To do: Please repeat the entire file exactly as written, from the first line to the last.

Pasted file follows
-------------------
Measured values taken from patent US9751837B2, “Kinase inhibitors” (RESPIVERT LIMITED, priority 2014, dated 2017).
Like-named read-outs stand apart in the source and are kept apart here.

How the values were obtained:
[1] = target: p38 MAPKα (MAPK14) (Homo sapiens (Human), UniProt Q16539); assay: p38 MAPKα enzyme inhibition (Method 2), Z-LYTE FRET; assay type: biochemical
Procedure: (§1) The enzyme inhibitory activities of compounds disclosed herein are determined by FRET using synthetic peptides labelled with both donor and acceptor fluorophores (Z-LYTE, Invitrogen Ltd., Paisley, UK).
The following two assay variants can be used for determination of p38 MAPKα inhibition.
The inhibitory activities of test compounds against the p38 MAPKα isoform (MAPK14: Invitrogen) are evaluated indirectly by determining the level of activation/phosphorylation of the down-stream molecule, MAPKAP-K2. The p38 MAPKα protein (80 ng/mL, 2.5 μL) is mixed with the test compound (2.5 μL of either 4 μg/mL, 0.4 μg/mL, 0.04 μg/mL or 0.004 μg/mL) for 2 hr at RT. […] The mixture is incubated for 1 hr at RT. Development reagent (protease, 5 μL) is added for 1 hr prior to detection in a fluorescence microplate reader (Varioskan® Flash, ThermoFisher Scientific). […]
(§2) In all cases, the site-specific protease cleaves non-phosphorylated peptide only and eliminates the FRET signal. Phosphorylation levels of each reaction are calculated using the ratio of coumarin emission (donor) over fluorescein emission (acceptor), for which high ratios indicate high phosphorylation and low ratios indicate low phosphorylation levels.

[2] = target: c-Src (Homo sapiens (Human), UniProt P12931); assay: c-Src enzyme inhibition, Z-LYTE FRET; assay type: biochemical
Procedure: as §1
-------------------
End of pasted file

Measured values taken from patent US9751837B2, “Kinase inhibitors” (RESPIVERT LIMITED, priority 2014, dated 2017).
Like-named read-outs stand apart in the source and are kept apart here.

How the values were obtained:
[1] = target: p38 MAPKα (MAPK14) (Homo sapiens (Human), UniProt Q16539); assay: p38 MAPKα enzyme inhibition (Method 2), Z-LYTE FRET; assay type: biochemical
Procedure: (§1) The enzyme inhibitory activities of compounds disclosed herein are determined by FRET using synthetic peptides labelled with both donor and acceptor fluorophores (Z-LYTE, Invitrogen Ltd., Paisley, UK).
The following two assay variants can be used for determination of p38 MAPKα inhibition.
The inhibitory activities of test compounds against the p38 MAPKα isoform (MAPK14: Invitrogen) are evaluated indirectly by determining the level of activation/phosphorylation of the down-stream molecule, MAPKAP-K2. The p38 MAPKα protein (80 ng/mL, 2.5 μL) is mixed with the test compound (2.5 μL of either 4 μg/mL, 0.4 μg/mL, 0.04 μg/mL or 0.004 μg/mL) for 2 hr at RT. […] The mixture is incubated for 1 hr at RT. Development reagent (protease, 5 μL) is added for 1 hr prior to detection in a fluorescence microplate reader (Varioskan® Flash, ThermoFisher Scientific). […]
(§2) In all cases, the site-specific protease cleaves non-phosphorylated peptide only and eliminates the FRET signal. Phosphorylation levels of each reaction are calculated using the ratio of coumarin emission (donor) over fluorescein emission (acceptor), for which high ratios indicate high phosphorylation and low ratios indicate low phosphorylation levels.

[2] = target: c-Src (Homo sapiens (Human), UniProt P12931); assay: c-Src enzyme inhibition, Z-LYTE FRET; assay type: biochemical
Procedure: as §1